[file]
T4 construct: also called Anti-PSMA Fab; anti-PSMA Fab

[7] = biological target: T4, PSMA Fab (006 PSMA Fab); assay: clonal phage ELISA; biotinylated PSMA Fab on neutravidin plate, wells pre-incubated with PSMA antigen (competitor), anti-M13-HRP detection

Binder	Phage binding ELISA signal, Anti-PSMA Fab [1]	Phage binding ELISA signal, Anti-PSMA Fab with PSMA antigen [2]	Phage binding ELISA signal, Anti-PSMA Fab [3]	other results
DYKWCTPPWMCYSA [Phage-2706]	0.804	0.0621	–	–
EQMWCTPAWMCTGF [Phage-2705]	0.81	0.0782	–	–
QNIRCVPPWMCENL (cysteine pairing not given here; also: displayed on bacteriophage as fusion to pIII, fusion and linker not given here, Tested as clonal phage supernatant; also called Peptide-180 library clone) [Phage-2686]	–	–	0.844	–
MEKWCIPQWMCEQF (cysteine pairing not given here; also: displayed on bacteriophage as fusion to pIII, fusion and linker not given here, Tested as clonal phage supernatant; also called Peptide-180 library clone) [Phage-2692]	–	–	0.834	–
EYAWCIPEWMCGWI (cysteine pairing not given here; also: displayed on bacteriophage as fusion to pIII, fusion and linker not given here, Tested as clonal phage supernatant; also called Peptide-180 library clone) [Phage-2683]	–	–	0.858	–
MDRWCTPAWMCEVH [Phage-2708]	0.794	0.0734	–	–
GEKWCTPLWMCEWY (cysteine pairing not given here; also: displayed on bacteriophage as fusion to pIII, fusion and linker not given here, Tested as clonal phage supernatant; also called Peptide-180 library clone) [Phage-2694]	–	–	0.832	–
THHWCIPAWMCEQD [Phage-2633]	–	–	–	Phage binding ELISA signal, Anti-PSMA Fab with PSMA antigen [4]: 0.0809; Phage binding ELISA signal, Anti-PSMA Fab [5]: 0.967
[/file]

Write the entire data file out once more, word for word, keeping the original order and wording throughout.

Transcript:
T4 construct: also called Anti-PSMA Fab; anti-PSMA Fab

[7] = biological target: T4, PSMA Fab (006 PSMA Fab); assay: clonal phage ELISA; biotinylated PSMA Fab on neutravidin plate, wells pre-incubated with PSMA antigen (competitor), anti-M13-HRP detection

Binder	Phage binding ELISA signal, Anti-PSMA Fab [1]	Phage binding ELISA signal, Anti-PSMA Fab with PSMA antigen [2]	Phage binding ELISA signal, Anti-PSMA Fab [3]	other results
DYKWCTPPWMCYSA [Phage-2706]	0.804	0.0621	–	–
EQMWCTPAWMCTGF [Phage-2705]	0.81	0.0782	–	–
QNIRCVPPWMCENL (cysteine pairing not given here; also: displayed on bacteriophage as fusion to pIII, fusion and linker not given here, Tested as clonal phage supernatant; also called Peptide-180 library clone) [Phage-2686]	–	–	0.844	–
MEKWCIPQWMCEQF (cysteine pairing not given here; also: displayed on bacteriophage as fusion to pIII, fusion and linker not given here, Tested as clonal phage supernatant; also called Peptide-180 library clone) [Phage-2692]	–	–	0.834	–
EYAWCIPEWMCGWI (cysteine pairing not given here; also: displayed on bacteriophage as fusion to pIII, fusion and linker not given here, Tested as clonal phage supernatant; also called Peptide-180 library clone) [Phage-2683]	–	–	0.858	–
MDRWCTPAWMCEVH [Phage-2708]	0.794	0.0734	–	–
GEKWCTPLWMCEWY (cysteine pairing not given here; also: displayed on bacteriophage as fusion to pIII, fusion and linker not given here, Tested as clonal phage supernatant; also called Peptide-180 library clone) [Phage-2694]	–	–	0.832	–
THHWCIPAWMCEQD [Phage-2633]	–	–	–	Phage binding ELISA signal, Anti-PSMA Fab with PSMA antigen [4]: 0.0809; Phage binding ELISA signal, Anti-PSMA Fab [5]: 0.967